Judge to States: Stay On Track

A U.S. District Court judge on Tuesday warned the states that have not settled with Microsoft Corp. not try to stretch their complaints into a brand-new liability case.

WASHINGTON—A U.S. District Court judge on Tuesday warned the states that have not settled with Microsoft Corp. not try to stretch their complaints into a brand-new liability case.

"I think that some of the areas the plaintiffs (are) starting to go into, there is going to be a problem," said Judge Colleen Kollar-Kotelly. "Youre taking a very broad view of same or similar conduct." If the states continue in this vein, the judge added, "then were in a liability trial, not a remedy."

Kollar-Kotelly also told the states attorneys that they needed to cull some of their direct testimony more thoroughly and prepare their witnesses better in order to keep the case on track.

The judges admonishment came at the end of testimony by Richard Green, vice president of Java software for Sun Microsystems Inc. Sun earlier this month filed suit against Microsoft saying that the Redmond, Wash., software giant is using his monopolistic power to sabotage Java. Much of Greens testimony on Tuesday followed that line.

But Microsoft attorney Steven Holley warned that debate over whether Microsoft should have included its own version of Java in Windows is "marching down a new liability path." And if the District of Columbia and nine states that refused to settle with Microsoft continue down that path, Microsoft will seek the right to introduce new "pro-competitive" evidence for doing what it did, Holley told the court.

But while the judge agreed with Microsoft on that issue, she did not grant Microsofts request to throw out all of Greens testimony that dealt with Windows XP and incompatible Java Virtual Machines. Instead, she took the matter under advisement. She also indicated she was disinclined toward allowing Microsoft to add new evidence at this point.

"I dont want to go down that road because its a waste of time," Kollar-Kotelly said.

The judges remarks came toward the end of a day of wrangling between Microsoft attorneys and representatives of two of the companys staunches rivals: Sun and American Onlines Netscape subsidiary.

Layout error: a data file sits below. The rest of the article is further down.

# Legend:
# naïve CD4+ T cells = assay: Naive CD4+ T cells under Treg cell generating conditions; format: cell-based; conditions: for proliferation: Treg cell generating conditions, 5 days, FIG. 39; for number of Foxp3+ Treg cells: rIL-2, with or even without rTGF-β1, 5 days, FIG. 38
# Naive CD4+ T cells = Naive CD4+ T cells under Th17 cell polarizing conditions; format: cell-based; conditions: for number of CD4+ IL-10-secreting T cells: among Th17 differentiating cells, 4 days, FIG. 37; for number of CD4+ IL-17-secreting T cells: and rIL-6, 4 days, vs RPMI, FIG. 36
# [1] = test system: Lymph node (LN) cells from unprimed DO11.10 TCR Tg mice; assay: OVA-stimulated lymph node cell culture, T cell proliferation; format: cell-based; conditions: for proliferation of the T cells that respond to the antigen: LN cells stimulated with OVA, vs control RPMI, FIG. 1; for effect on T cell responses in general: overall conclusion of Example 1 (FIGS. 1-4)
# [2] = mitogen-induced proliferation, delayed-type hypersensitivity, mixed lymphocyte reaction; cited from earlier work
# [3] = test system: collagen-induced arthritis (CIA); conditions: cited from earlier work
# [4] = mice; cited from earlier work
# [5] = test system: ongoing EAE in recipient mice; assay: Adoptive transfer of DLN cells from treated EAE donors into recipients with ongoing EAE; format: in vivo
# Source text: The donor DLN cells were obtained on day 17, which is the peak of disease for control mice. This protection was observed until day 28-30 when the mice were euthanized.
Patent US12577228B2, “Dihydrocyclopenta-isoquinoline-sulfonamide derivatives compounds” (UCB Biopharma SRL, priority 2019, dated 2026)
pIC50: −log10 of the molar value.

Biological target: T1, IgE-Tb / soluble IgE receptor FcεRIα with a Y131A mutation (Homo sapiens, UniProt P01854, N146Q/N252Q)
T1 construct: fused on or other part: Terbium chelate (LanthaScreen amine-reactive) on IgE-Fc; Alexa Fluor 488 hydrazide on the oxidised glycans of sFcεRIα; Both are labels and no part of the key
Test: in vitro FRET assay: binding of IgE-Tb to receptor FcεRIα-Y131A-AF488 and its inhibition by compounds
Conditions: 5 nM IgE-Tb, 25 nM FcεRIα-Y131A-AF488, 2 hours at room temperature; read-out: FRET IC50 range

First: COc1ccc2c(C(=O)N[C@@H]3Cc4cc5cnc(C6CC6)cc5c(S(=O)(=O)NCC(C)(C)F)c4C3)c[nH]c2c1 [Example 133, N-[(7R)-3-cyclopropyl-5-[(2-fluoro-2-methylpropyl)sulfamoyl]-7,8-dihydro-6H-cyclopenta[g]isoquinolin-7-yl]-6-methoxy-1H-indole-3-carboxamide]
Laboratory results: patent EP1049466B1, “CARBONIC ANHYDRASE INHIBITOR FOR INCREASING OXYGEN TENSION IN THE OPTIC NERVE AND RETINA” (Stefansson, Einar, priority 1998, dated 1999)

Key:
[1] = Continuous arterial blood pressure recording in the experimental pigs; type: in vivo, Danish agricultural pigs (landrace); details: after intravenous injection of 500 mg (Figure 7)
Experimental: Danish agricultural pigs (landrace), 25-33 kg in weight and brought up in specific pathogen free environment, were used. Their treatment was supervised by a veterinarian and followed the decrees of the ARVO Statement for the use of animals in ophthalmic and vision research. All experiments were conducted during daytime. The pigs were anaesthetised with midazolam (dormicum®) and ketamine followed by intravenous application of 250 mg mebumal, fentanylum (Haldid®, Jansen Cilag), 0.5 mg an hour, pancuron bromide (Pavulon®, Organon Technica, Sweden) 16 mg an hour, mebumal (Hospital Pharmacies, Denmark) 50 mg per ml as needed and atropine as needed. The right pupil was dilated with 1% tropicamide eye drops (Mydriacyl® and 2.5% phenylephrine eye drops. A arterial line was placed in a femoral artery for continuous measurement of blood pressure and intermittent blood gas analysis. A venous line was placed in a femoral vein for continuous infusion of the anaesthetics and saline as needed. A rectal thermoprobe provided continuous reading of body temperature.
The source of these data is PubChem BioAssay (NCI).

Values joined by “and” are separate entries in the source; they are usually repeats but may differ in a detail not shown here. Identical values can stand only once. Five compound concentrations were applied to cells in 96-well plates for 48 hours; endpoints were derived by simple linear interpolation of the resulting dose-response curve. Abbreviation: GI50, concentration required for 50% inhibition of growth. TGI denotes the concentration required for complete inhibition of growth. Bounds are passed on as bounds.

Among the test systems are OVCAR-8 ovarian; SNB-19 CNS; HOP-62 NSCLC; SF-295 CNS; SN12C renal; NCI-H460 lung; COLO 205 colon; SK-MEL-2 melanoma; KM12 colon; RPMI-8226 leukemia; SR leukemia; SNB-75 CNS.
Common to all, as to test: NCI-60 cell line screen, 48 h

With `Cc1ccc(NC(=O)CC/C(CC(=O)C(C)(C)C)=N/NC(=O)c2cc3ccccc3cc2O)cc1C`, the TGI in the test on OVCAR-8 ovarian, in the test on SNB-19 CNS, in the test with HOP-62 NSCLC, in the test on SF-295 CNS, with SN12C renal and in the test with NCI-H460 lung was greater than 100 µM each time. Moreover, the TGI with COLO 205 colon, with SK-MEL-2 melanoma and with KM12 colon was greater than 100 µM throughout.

Holley produced a number of documents, marked "Sun confidential," which he used as a basis for questioning Green on the level of commitment to Java—by customers, enterprise software vendors, and even Sun employees.

One such internal Sun document, dated August 2001, detailed the results of a customer road show Sun conducted with clients such as Reuters, Merrill Lynch and Thompson Financial. When asked if they considered Java an open system, according to the document, Merrill representatives said they considered Java proprietary and found Microsofts development tools easier and cheaper to deploy, manage. Green took exception to what he termed a comparison of unrelated entities, and said this was the first time he had heard of corporate customers voicing these types of opinions.

Holley also used internal Sun e-mail exchanges over PeopleSoft Inc.s decision to dump its Java projects after being burned by a client Java effort that went wrong in 1997. According to the e-mails produced by Holley, "PeopleSoft pitches no Java as a competitive advantage." Among the problems cited: buggy Java Virtual Machine; strange deployment bugs; low quality graphical-user-interface (GUI) tools.

Holley tried to question the supposed "write-once/run-anywhere" promise of Java using an April 2001 memo that allegedly discussed internal Java incompatibilities. The various versions of Java developed by Sun to run on different form factors, such as Java Browser, p-Java (personal Java), J2ME (Java 2 Micro Edition) and J2SE (Java 2 Standard Edition) are not compatible, according to the document, said Holley. Green retorted that J2ME applications are not designed to run on J2SE.

Holley also hammered on other Sun documents, trying to show that Sun was aware of a number of alleged weaknesses in Java, including performance, size, memory leaks and lack of tools. Holley used a January 2002 Sun memo to try to show that Sun had tailored Java to run best on Solaris and its SPARC processor. Throwing back at Green a criticism often levied at Microsoft, Holley asked if there was any kind of wall separating Suns Solaris and SPARC teams from its Java group. Green told him there is no formal wall.

Following Green, former Netscape CEO James Barksdale took the stand, facing his old nemesis, Microsoft attorney John Warden. The pair spent most of their time quibbling over simple definitions. Warden tried to focus on the issue of middleware and the extent to which Microsoft would be able to remove elements like the Windows Media Player and still provide the same level of stability and functionality.

But Barksdale wouldnt give an inch. Despite the fact that he attested in his written testimony that "most OEMs would refuse to support more than one middleware product that performs the same function," he told the court that removing, testing and deploying non-Microsoft middleware in Windows would not be a burden.

The remedy phase of the state trial is expected to last up to eight weeks. The nine dissenting states that are pushing ahead with the remedy hearing are California, Connecticut, Florida, Iowa, Kansas, Massachusetts, Minnesota, Utah and West Virginia. The District of Columbia is also part of this group. While the current remedy hearing proceeds, Kollar-Kotelly is examining, in a separate proceeding, whether the settlement agreed upon by the Justice Department and nine other states in November best serves the interests of the public.

For more on the Microsoft antitrust case, check out eWEEKs special report, "Microsoft vs. DOJ."